A temporary ice rink which is being constructed at Dane John Gardens in Canterbury has been branded an environmental disaster by climate campaigners.
They says that two diesel generators that provide power to the rink and food concessions will consume between 60,000 and 90,000kWh of electricity – enough to fuel 20 homes for a year. Also, about 46,000 litres of water will be used at the rink.
Campaigner Adam Daniel, who obtained the figures from the council, said: “This was a poorly thought out plan by the council placing potential profits as the main driver, not the environment. Will it be an environmental disaster? Yes. Will it even make economic sense? Who knows.”
“This was a poorly thought out plan by the council” said somebody
The city council has since admitted that it did not carry out an environmental impact assessment on the in-house project. Spokesman Rob Davies said “the decision to run an ice rink this year was taken prior to the climate change declaration. But we would accept the point that the way it is being delivered in this, its first year, is not the most environmentally friendly.”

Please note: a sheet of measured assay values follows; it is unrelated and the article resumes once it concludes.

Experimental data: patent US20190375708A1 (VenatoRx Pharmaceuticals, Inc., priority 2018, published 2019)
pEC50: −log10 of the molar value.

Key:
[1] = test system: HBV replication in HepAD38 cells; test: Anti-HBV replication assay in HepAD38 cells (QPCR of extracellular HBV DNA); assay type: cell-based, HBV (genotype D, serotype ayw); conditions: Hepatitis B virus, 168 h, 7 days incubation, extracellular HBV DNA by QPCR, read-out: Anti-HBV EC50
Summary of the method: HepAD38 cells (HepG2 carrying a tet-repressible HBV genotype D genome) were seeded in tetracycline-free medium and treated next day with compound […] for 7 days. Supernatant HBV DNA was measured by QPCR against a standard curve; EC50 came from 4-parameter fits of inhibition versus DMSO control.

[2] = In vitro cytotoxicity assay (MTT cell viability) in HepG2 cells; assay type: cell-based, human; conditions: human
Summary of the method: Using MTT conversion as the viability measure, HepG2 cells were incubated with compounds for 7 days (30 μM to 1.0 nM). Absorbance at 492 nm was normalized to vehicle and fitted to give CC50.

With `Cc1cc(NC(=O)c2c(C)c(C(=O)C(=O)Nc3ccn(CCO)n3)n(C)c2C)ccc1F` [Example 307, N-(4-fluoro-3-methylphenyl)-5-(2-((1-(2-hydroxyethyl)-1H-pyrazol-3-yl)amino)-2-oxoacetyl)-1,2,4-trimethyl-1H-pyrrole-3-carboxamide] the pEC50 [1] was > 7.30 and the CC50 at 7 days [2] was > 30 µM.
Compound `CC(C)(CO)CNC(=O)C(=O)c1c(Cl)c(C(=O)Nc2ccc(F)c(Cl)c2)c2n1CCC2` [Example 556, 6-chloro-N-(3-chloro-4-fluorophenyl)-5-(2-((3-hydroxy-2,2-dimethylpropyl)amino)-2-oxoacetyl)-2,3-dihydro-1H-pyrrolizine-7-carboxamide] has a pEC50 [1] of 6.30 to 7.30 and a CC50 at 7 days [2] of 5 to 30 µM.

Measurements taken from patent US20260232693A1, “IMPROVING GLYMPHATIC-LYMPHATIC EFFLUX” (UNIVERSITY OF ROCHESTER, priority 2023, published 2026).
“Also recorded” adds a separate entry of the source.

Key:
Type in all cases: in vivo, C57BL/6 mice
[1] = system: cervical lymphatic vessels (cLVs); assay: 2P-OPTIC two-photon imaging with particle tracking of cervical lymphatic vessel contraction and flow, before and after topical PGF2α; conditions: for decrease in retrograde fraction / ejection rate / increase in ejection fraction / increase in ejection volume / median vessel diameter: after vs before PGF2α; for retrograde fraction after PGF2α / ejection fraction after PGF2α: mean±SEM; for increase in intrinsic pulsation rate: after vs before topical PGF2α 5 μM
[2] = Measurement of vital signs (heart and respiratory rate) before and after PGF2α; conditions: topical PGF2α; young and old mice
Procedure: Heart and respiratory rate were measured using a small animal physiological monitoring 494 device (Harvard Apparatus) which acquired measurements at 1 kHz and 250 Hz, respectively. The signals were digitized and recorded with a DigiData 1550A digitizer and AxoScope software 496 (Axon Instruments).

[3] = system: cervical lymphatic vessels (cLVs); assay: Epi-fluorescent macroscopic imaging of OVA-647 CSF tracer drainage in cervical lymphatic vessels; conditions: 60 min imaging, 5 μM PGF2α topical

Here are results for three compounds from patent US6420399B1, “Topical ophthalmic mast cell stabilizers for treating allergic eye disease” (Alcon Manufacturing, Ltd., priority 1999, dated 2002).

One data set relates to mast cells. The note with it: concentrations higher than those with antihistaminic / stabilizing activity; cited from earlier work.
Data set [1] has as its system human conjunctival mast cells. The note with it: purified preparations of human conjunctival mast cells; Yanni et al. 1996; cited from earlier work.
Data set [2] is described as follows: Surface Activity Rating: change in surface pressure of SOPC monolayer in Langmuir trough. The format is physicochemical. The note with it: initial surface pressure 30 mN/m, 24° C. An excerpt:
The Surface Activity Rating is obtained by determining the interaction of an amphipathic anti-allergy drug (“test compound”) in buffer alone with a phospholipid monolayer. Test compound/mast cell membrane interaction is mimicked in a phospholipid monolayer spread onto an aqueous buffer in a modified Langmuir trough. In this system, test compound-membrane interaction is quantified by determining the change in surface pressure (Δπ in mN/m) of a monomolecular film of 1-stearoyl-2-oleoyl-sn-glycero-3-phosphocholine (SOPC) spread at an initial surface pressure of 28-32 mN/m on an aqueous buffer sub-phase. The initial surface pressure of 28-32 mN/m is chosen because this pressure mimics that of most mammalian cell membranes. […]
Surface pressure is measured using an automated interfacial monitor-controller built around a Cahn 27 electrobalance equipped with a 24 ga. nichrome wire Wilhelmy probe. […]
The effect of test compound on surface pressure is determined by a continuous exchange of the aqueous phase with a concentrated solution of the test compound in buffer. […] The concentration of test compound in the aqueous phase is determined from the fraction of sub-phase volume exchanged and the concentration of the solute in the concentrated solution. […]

This seems to have been a big oversight by the City council when they are activity pushing climate change but the campaigners really need to focus on bigger issues than this. Consumption of fuel to power 20 homes is nothing when compared to there is a potential new 11,500 housing estate being planned, just down the road in nearby Sittingbourne.
Whilst we all need to protect the environment, people need to use their energy on the bigger issues within the county. There are hundreds of thousands of cars being used in Kent every day, and a lot of these are set stationary for hours as they sit in traffic on the A2, M20 and M25. House building in Kent is almost out of control due to the Governments recent policies to provide so many new homes. This is destroying acres of green belt land, woodland and parks and is a much bigger problem than a small ice rink that will be running for 4 weeks.
This is scaremongering of the highest order and campaigners for climate change need to realise they will lose the support of the public if they chase insignificant projects.